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Deep Genomics Lands $13M on Promise of AI's Future in Medicine


Why the Canadian genetic medicine startup Deep Genomics earned the money.

deep genomics, genetic medicine, khosla ventures, silicon valley, johnson & johnson

A group of investors is betting $13 million that the startup Deep Genomics’ high-tech brand of genetic medicine will prove a game changer.

Khosla Ventures announced yesterday its backing of the Toronto, Ontario-based company, joining the early-stage investment firm True Ventures. Funders hope the money will aid Deep Genomics in its quest to build a “biologically accurate data- and AI-driven platform” that will ultimately help scientists reach medicine’s cutting edge, according to the announcement.

“We believe that the technology developed at Deep Genomics puts them in a unique position to identify new therapies,” Vinod Khosla, founding partner, said in a statement. “Because of the quality of their science and engineering team and the deep integration of their AI technology into their preclinical drug development pipeline, we are confident that a very large potential exists here.”

Specifically, over the next 3 years, the startup intends for its platform to foster the creation of new anti-sense oligonucleotide therapies. Its AI will then groom those treatments for clinical evaluation, finding preclinical candidates along the way.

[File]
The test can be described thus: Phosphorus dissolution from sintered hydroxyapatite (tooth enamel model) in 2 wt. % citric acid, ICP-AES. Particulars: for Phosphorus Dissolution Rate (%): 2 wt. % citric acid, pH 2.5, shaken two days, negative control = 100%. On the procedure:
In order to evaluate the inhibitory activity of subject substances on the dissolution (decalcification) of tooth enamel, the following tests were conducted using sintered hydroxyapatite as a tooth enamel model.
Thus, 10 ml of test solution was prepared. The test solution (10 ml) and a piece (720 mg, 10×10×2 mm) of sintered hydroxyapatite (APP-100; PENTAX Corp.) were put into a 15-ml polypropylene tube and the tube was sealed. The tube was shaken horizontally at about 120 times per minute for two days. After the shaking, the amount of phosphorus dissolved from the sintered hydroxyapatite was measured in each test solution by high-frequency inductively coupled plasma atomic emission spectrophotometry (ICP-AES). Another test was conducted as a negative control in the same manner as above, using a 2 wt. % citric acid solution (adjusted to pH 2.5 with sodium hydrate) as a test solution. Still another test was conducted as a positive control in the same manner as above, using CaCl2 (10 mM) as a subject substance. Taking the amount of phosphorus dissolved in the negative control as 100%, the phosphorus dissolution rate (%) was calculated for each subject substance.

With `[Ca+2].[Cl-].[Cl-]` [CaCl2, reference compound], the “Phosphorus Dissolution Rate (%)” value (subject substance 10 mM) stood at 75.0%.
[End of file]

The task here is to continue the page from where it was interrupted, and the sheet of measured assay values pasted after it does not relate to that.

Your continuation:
One of Deep Genomics’ endeavors, a project called Saturn, is designed to comb through 69 billion molecules to compile a library of 1,000 compounds capable of manipulating cell biology, according to the company.

Khosla Ventures knows a thing or two about tech—and healthcare. Its portfolio includes Climate Corporation, Editas Medicine, Guardant Health, and Square.

“Khosla Ventures is well aligned with our mission to build a new kind of world-class genetic medicine company,” Brendan Frey, CEO and scientific founder of Deep Genomics, said in a statement. “A company whose founding principle is that the future of medicine will rely on artificial intelligence, because biology is too complex for humans to understand.”

But the humans who make up Deep Genomics come with quite a bit of understanding of AI. Founded in 2015, the company boasts a staff with more than 20 advanced degrees from schools like Cambridge, MIT and Stanford.

Its laboratory sits in Johnson & Johnson Innovation, JLABS, which nurtures similar companies on the verge of healthcare and tech.

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